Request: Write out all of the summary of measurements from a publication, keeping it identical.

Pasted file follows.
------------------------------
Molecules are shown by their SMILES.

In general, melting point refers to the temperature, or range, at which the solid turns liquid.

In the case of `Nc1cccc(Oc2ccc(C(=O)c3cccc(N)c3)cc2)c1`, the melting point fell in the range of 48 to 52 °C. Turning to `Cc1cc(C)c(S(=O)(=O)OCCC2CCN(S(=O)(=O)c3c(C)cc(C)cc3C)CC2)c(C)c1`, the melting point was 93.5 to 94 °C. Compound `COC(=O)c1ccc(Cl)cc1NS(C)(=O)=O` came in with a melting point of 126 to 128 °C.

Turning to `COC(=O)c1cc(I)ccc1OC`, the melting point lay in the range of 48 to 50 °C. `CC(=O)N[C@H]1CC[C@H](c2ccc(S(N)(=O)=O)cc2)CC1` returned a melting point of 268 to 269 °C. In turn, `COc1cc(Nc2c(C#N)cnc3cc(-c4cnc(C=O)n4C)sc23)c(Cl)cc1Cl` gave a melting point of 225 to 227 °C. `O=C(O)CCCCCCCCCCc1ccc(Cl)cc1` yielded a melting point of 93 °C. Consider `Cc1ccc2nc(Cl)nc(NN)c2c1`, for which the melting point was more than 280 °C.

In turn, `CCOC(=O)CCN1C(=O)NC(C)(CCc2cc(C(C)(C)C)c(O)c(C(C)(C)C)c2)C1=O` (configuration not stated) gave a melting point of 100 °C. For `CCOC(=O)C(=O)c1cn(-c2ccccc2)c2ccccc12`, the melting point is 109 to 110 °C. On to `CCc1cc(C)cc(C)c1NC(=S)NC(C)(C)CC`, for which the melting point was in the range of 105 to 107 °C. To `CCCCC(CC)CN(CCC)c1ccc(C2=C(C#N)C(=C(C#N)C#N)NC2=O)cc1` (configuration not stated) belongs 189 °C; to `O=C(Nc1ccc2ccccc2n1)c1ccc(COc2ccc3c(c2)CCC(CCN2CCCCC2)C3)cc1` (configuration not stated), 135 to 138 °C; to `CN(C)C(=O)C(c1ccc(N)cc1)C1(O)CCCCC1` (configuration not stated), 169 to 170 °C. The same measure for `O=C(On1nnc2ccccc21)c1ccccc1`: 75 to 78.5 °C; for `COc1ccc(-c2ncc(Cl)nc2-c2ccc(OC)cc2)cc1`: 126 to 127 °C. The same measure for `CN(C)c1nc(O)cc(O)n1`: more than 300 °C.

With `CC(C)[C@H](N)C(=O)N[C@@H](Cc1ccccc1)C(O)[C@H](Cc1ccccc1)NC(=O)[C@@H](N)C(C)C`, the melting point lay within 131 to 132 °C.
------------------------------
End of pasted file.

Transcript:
Molecules are shown by their SMILES.

In general, melting point refers to the temperature, or range, at which the solid turns liquid.

In the case of `Nc1cccc(Oc2ccc(C(=O)c3cccc(N)c3)cc2)c1`, the melting point fell in the range of 48 to 52 °C. Turning to `Cc1cc(C)c(S(=O)(=O)OCCC2CCN(S(=O)(=O)c3c(C)cc(C)cc3C)CC2)c(C)c1`, the melting point was 93.5 to 94 °C. Compound `COC(=O)c1ccc(Cl)cc1NS(C)(=O)=O` came in with a melting point of 126 to 128 °C.

Turning to `COC(=O)c1cc(I)ccc1OC`, the melting point lay in the range of 48 to 50 °C. `CC(=O)N[C@H]1CC[C@H](c2ccc(S(N)(=O)=O)cc2)CC1` returned a melting point of 268 to 269 °C. In turn, `COc1cc(Nc2c(C#N)cnc3cc(-c4cnc(C=O)n4C)sc23)c(Cl)cc1Cl` gave a melting point of 225 to 227 °C. `O=C(O)CCCCCCCCCCc1ccc(Cl)cc1` yielded a melting point of 93 °C. Consider `Cc1ccc2nc(Cl)nc(NN)c2c1`, for which the melting point was more than 280 °C.

In turn, `CCOC(=O)CCN1C(=O)NC(C)(CCc2cc(C(C)(C)C)c(O)c(C(C)(C)C)c2)C1=O` (configuration not stated) gave a melting point of 100 °C. For `CCOC(=O)C(=O)c1cn(-c2ccccc2)c2ccccc12`, the melting point is 109 to 110 °C. On to `CCc1cc(C)cc(C)c1NC(=S)NC(C)(C)CC`, for which the melting point was in the range of 105 to 107 °C. To `CCCCC(CC)CN(CCC)c1ccc(C2=C(C#N)C(=C(C#N)C#N)NC2=O)cc1` (configuration not stated) belongs 189 °C; to `O=C(Nc1ccc2ccccc2n1)c1ccc(COc2ccc3c(c2)CCC(CCN2CCCCC2)C3)cc1` (configuration not stated), 135 to 138 °C; to `CN(C)C(=O)C(c1ccc(N)cc1)C1(O)CCCCC1` (configuration not stated), 169 to 170 °C. The same measure for `O=C(On1nnc2ccccc21)c1ccccc1`: 75 to 78.5 °C; for `COc1ccc(-c2ncc(Cl)nc2-c2ccc(OC)cc2)cc1`: 126 to 127 °C. The same measure for `CN(C)c1nc(O)cc(O)n1`: more than 300 °C.

With `CC(C)[C@H](N)C(=O)N[C@@H](Cc1ccccc1)C(O)[C@H](Cc1ccccc1)NC(=O)[C@@H](N)C(C)C`, the melting point lay within 131 to 132 °C.